The B2B technical support sector has undergone massive transformation in terms of services, knowledge, empowerment, and challenges. The increased adoption of new technologies like SDN, wireless networks, unified communications, and cloud-based networks have made providing support to huge numbers of connected devices a highly complex and surgical engagement. As a result, most technology vendors wait years to see a return on their investment.
The truth is that while the technology on offer has evolved, the support side of things hasn’t quite kept up. Issues and challenges across the support ecosystem loom large over most technology enterprises, reducing their efficiency and limiting their ability to perform well.
What’s changed, and what hasn’t?
As technology has evolved, the balance of power has shifted away from technology vendors and towards the customer. A decade ago, enterprise technology deals often involved large components that required physical installation and commissioning by a technology vendor. While vendors made their money upfront and relatively risk-free, customers had to wait for their returns, and were often forced to accept bad deals.
But with the advent of subscription-based technology services, the tide has turned in favor of the customer. Rather than paying for everything upfront, subscription-based services allow customers to spread costs out over time, which substantially limits their level of risk. Meanwhile, vendors are being forced to take on more risk than ever before, and often wait years to make good on their investments.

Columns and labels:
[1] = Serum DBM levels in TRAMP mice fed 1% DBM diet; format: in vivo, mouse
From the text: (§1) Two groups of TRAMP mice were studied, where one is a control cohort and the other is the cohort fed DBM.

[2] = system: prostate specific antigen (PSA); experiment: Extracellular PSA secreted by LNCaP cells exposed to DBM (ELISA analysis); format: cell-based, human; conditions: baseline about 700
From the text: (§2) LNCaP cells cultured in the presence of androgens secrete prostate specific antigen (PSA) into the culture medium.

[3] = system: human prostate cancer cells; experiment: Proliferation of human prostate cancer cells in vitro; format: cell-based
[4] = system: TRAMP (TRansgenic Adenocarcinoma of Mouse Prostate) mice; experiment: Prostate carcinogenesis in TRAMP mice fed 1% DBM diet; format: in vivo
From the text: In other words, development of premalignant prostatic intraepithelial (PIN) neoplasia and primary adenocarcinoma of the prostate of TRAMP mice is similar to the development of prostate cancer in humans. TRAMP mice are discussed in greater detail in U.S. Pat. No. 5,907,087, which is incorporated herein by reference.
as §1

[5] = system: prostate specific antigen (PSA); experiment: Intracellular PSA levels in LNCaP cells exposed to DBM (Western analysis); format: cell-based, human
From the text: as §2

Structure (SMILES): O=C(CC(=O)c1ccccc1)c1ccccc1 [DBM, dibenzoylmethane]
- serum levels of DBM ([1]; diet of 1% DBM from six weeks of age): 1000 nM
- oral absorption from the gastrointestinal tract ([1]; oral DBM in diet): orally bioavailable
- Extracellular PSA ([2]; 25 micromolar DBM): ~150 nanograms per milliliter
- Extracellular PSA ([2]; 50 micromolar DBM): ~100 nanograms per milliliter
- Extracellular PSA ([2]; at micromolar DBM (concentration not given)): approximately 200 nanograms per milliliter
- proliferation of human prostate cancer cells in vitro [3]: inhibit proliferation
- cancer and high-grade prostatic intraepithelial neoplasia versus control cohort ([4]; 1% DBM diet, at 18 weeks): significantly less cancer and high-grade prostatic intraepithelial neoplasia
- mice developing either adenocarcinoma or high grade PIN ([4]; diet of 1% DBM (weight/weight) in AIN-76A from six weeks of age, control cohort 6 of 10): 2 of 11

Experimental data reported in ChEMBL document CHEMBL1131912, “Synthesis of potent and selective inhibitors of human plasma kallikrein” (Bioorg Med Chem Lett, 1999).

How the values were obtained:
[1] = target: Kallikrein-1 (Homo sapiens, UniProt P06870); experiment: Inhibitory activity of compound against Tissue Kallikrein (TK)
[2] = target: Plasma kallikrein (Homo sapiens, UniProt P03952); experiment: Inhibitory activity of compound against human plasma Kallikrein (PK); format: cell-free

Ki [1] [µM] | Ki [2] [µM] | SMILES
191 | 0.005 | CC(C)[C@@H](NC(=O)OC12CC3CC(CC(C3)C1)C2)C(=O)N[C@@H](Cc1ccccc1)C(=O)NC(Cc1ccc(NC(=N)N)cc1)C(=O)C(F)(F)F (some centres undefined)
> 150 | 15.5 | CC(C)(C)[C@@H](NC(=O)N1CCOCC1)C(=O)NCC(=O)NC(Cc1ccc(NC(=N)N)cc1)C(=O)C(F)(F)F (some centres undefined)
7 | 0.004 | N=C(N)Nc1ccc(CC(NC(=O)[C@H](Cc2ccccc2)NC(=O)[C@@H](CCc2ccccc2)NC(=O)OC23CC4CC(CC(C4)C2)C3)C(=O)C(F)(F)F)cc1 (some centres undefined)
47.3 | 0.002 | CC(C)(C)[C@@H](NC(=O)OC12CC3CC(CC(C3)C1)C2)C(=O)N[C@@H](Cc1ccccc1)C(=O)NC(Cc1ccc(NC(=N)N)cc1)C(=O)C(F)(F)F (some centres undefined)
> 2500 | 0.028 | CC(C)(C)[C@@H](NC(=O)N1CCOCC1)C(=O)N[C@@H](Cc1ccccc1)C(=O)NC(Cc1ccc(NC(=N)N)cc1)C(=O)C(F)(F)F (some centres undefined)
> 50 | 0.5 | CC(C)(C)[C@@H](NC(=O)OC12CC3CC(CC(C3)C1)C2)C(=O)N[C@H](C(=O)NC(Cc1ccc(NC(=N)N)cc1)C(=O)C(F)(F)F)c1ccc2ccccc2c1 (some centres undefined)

Naturally, under this business model, vendors are heavily incentivized to keep their customers happy across the entire support life-cycle. If they can achieve this reliably, vendors can work their way into a position where they are receiving consistent revenue and don’t need to constantly spend on acquiring new customers.
Customer experience should not be viewed in isolation
Customer experience is the next biggest differentiator. For vendors, this is the real deal.
Enterprise support is only becoming more complex, with a growing number of devices needing support on a daily basis. In order to ensure a high level of customer experience, vendors must provide outstanding support across the entire life-cycle of purchase, deployment, and post-sales support, as well as ongoing relationship management.
From a technology vendor perspective, there are various functions that drive this customer experience – specifically, customer care, tech support, professional services, customer success, sales operations, and education and training. The only organization that cuts across all these functions is the support organization as they are the front face of support and are always in touch with customers. This gives the support function the unique advantage of being stewards to drive CX across all interaction points radically transforming how support is thought, advocated, nurtured and delivered.
To ensure good CX, enterprises should unify all of the modular blocks that power CX using a robust digital framework. By investing in a digital framework, enterprises can transform CX operations, and obtain insights and intelligence that will help them drive operational efficiencies and enhance the customer experience.
Using a digitally powered framework, enterprise support programs can substantially improve day-to-day operations. By extracting intelligence from customer transactions, support vendors can develop a unified- single view of the customer. This translates to superior outcome-based customer experiences, and ensures every transaction has the potential to delight the customer.